When employees take the path of least resistance for creating documents, they often skip the process of ensuring their documents align with the company’s brand guidelines—whether it be the most current logo or specific formatting—leaving brand governance up to chance. Companies need to regain control of their brands by embedding these processes into the path of least resistance for employees.
Jean-Marc Chanoine, strategic account manager at Templafy, provides insight to Digital Journal readers into how companies can create tech-enabled workflows that embed the path of least resistance with company branding.
Digital Journal: How important is the ‘brand’ for businesses?
Jean-Marc Chanoine: Brand is the first impression before the first impression and is critical to business success. Brand is the value you build in the mind of the consumer over time, and it ultimately drives consumer sentiment toward your product before they even use it. Brand in many cases is a primary revenue driver; often, the only thing that differentiates a product is the brand. Thus, brand is critical.
DJ: How long does it take to shape and build-up a typical brand?
Chanoine: There is no standard time frame for building a brand. Things to take into consideration are the industry, the market, the nature of brand assets needed, the complexity of the organization and whether it is a rebrand. What is important is how long it takes to build value in the customer’s mind. In professional services, building a brand could take decades because much of the industry is based on trust. However, technology firms can build that trust a bit faster when engaging directly with consumers with a novel product. The real answer is: it depends.
DJ: Why is brand consistency important for documents?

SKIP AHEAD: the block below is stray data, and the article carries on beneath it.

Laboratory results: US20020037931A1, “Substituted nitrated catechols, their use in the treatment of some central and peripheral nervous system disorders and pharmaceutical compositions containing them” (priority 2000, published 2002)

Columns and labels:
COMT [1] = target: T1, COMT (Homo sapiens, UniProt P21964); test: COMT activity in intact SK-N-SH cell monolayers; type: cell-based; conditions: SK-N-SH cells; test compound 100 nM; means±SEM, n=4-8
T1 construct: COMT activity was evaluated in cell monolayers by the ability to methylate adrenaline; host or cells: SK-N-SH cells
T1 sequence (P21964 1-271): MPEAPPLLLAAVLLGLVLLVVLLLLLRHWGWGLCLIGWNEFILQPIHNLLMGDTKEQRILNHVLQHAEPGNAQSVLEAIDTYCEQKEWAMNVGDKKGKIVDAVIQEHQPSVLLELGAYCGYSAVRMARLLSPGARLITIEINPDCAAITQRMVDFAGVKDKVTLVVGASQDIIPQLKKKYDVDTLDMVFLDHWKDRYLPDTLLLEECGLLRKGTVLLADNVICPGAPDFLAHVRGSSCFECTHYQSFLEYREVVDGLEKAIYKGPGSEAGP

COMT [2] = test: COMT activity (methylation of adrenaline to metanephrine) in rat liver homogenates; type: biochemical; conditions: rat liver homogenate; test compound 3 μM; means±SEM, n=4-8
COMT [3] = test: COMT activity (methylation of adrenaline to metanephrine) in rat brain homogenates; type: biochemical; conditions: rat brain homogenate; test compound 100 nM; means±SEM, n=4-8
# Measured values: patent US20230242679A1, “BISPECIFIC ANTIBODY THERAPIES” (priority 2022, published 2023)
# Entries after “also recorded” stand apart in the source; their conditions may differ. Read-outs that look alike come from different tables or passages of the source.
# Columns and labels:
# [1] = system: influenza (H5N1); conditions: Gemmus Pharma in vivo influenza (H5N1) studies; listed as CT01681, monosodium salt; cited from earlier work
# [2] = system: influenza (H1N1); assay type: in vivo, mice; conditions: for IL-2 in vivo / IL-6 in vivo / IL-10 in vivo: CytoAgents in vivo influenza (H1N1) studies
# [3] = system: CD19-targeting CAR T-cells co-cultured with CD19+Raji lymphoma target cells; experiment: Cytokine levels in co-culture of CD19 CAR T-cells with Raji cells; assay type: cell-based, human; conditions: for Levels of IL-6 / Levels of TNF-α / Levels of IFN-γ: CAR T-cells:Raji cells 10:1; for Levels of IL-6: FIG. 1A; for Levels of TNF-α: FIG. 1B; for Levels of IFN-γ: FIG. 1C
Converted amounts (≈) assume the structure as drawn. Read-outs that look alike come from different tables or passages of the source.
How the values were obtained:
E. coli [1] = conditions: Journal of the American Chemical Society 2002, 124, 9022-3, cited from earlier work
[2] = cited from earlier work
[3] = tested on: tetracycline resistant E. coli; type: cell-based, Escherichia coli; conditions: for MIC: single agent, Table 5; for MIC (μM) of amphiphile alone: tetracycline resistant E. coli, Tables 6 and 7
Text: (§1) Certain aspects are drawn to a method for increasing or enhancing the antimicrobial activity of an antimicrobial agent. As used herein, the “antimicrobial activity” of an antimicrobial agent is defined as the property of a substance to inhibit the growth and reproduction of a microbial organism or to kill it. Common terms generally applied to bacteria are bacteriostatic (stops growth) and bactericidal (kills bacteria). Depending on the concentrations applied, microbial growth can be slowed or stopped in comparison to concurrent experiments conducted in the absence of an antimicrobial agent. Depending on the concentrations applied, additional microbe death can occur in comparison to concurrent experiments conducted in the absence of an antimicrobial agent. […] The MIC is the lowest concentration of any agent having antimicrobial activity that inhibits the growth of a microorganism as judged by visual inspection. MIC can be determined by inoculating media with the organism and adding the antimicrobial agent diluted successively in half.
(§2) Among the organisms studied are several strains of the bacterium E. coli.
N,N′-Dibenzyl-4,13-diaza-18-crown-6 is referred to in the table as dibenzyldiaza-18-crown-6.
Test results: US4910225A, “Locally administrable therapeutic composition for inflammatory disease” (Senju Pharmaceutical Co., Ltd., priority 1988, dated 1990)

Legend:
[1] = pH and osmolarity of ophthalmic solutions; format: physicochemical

Chanoine: Imagine you are doing business with a company and every time they send you a document, formatting is inconsistent, there is variation in the brand identity, and the font is inconsistent – could that make you question their attention to detail? Yes. Every day companies create millions of documents that are being sent externally. Its critical to assure that they are consistent. The best companies tend to be extremely consistent with their brand identity. Not being consistent sends the wrong message.
DJ: What are the concerns when documents do not meet the brand guidelines of a company?
Chanoine: When documents do not align with brand guidelines, it devalues the brand in the eyes of the customer. Companies spend a great deal of resources creating a brand, and precautions should be taken to protect that value.
DJ: What is meant by the ‘path of least resistance for employees’ when it comes to creating branded documents?
Chanoine: Employees are trying to get their work done as “efficiently” as possible. Often the last thing on their minds is whether the document they are creating is “on-brand.” In many cases, employees will find a version of the document they are creating and use it as a template for the new document – this results in documents created with off-brand content. It’s not that employees are intentionally disregarding brand guidelines, it’s that using an old document was the path of least resistance. So, in order to get employees to always follow brand guidelines, we must make following brand guidelines as easy as – if not easier than – pulling up an older version of a document. The key is to make adherence to brand guidelines the path of least resistance.
DJ: How can companies create tech-enabled workflows that embed the path of least resistance with company branding?
Chanoine: Companies must move toward systems that automatically incorporate brand elements into the content that users are creating. If I need to create a presentation, the simplest solution is one in which all the required brand elements are automatically inserted into the presentation. Solutions like Templafy automatically apply branding to content. By having brand elements automatically generated in each new document, following brand guidelines becomes the path of least resistance.